Steve Bannon, Trump's former Chief Strategist, thinks that it's the 25th amendment that will finally catch up with his former boss and see him on his way out of the White House.
An explosive new book about Trump's first year in office quotes Bannon – once Trump's pet advisor before exiting the White House in August – as calling the odds on whether Trump will be able to complete a four-year term as president.
Bannon “was openly handicapping a 33.3 percent chance of impeachment, a 33.3 percent chance of resignation in the shadow of the 25th amendment and a 33.3 percent chance that he might limp to the finish line on the strength of liberal arrogance and weakness,” writes Michael Wolff in 'Fire and Fury: Inside the Trump White House.'
The 25th amendment has been raised in connection with Trump's mental fitness to serve as president, with Democrats and Republicans alike calling for an examination of his mental health after his recent tweet taunting North Korea leader Kim Jong Un about the size of his "nuclear button."
North Korean Leader Kim Jong Un just stated that the “Nuclear Button is on his desk at all times.” Will someone from his depleted and food starved regime please inform him that I too have a Nuclear Button, but it is a much bigger & more powerful one than his, and my Button works!— Donald J. Trump (@realDonaldTrump) January 3, 2018
So, what is the 25th amendment, how does it work, and where did it come from?
The amendment was written by Professor John Feerick, a highly respected lawyer and the former Dean of Fordham Law school. Feerick is the son of Mary Boyle, who arrived from Mayo in 1928, and John Feerick, who arrived in the US a year later. They were each looking to escape the poverty of the Mayo farmlands, and had the fortune to meet each other in a dance hall on the other side of the Atlantic.
One week before the Kennedy assassination in November 1963 Feerick had written a scholarly essay on presidential succession. When Kennedy died and it became apparent there was no provision for a Vice President, Feerick’s article became the focus of legal scholars politicians and public alike.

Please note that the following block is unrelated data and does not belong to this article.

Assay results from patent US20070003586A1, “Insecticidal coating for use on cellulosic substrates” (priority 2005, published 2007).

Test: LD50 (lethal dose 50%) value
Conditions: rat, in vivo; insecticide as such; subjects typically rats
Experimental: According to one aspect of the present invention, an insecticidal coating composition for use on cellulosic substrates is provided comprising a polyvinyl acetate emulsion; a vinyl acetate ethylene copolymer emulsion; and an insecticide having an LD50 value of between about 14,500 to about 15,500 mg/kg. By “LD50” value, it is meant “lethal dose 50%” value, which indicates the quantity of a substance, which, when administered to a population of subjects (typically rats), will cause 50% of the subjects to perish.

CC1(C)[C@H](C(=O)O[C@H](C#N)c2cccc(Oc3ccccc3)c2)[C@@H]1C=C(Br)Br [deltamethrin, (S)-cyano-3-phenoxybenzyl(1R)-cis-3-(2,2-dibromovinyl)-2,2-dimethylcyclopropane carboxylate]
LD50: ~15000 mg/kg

Suddenly the 25-year-old kid from the Bronx found himself advising the American Bar Association as it hurriedly determined what action should be taken on presidential succession.
The result was the 25th amendment, which allows the President to appoint a Vice President whenever that office falls vacant; allows an incapacitated President to step aside temporarily without forfeiting the office; and – this is the part subject to interest today – provides a mechanism whereby the Vice President, upon a majority vote of the Cabinet, may declare the President incapacitated and serve as Acting President until he recovers.
So, in Trump's case, it would take VP Mike Pence and a majority of Trump's cabinet to set the amendment into motion.
This sounds highly unlikely, but the discord Wolff's book paints within the White House is significant if true.
As Politico reported, following Trump's "nuclear button" taunts to North Korea, Bill Kristol, editor at large of The Weekly Standard and one of Washington’s leading conservative voices, tweeted:
“I trust @VP has asked his Counsel to prepare a draft document transferring power in accord with Sec. 4 of 25th Amendment in case it’s suddenly needed, & that he’s discussed this with COS Kelly.”
Most of @POTUS's craziness seems so far to have been confined to speech not deeds. But I trust @VP has asked his Counsel to prepare a draft document transferring power in accord with Sec. 4 of 25th Amendment in case it's suddenly needed, & that he's discussed this with COS Kelly.— Bill Kristol (@BillKristol) January 3, 2018
Trump, however, turned the mental health line of questioning back on Steve Bannon, writing in a statement "When he was fired, he not only lost his job, he lost his mind."